All book readers have come to this life-changing conclusion, and but there doesn’t seem to be any effort to convert others. This is because society isn’t ready for it, and putting themselves out there means great danger. Professor Faber is a resigned English teacher. He confessed to Montag that he caught on to what was happening to humanity and essentially did absolutely nothing to prevent it, and that when he finally made himself heard nobody was listening. Subsequently, Faber and the other rebels are memorizing books, and Faber remarks, “We’ll pass the books on to our children, by word of mouth, and let our children wait, in turn, on the other people.

A lot will be lost that way, of course.” The fact that the rebels prefer to wait and continue the legacy of books within their own group suggests that in this case, the risks outweigh the reward. But without a greater effort from the individual, it is impossible for society to change. As Benjamin Franklin said, “Well done is better than well said”. Given how Bradbury composes Montag’s world, the power of the individual is not always noticeable. It is a world that pursues to abolish the voice of the individual and assure that thought is eliminated. However, as the novel advances the true power of the individual becomes evident. Martin Luther King’s, Letter from the Birmingham Jail states “We know through painful experience that freedom is never voluntarily given by the oppressor; it must be demanded by the oppressed.”. Because the one in power will never easily give up freedom, society must insist it is given. People can always find a place to speak up, even in the most challenging moments. When one decides to rebel, it can be full of risk, but the true risk lies in never discovering the true meanings of life. Without effort from the individuals to change society, it cannot be changed from rebellion.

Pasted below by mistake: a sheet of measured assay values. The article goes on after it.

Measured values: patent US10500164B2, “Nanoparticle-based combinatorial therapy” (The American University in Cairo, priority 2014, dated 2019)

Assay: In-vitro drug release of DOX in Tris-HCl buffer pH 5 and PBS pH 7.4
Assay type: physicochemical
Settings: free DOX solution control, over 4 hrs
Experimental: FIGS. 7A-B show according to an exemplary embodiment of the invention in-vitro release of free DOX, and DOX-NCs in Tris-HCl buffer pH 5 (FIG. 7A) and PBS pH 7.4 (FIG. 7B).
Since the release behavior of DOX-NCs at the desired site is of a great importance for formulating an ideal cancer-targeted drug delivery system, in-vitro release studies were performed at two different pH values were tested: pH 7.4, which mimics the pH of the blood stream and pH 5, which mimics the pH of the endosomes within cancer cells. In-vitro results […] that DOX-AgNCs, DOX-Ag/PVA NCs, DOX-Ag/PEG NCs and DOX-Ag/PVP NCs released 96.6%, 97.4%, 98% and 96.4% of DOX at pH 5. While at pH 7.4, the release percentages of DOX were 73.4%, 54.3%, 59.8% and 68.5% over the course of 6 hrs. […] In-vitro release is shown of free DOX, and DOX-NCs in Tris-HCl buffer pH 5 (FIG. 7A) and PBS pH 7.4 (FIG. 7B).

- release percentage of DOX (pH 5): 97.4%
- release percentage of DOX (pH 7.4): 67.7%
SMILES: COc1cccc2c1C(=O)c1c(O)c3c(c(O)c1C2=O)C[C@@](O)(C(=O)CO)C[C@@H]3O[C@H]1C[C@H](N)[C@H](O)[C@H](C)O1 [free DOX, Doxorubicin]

Conformity can potentially be seen as positive in terms of meeting societal norms and expectations. At the same time, it can also become destructive when society’s freedom of thought and expression is impaired and the individual is undermined. It is imperative that people rebel when there is a restriction of these natural rights even though it might cost one’s security, hurt one’s relationships, or even disrupt a community’s harmony. The individual cannot thrive with lack of natural rights. In Fahrenheit 451, it is conveyed that knowledge is at the root of thought and expression, and without it, one cannot lead a fulfilled life. Society is ultimately made of the voices and choices of the people. Because of this, change comes from the bottom up. Unless the people yearn for a change, nothing will become different. As such, without action from rebels and some acceptance from the people in society, there can be no chance of an improved society.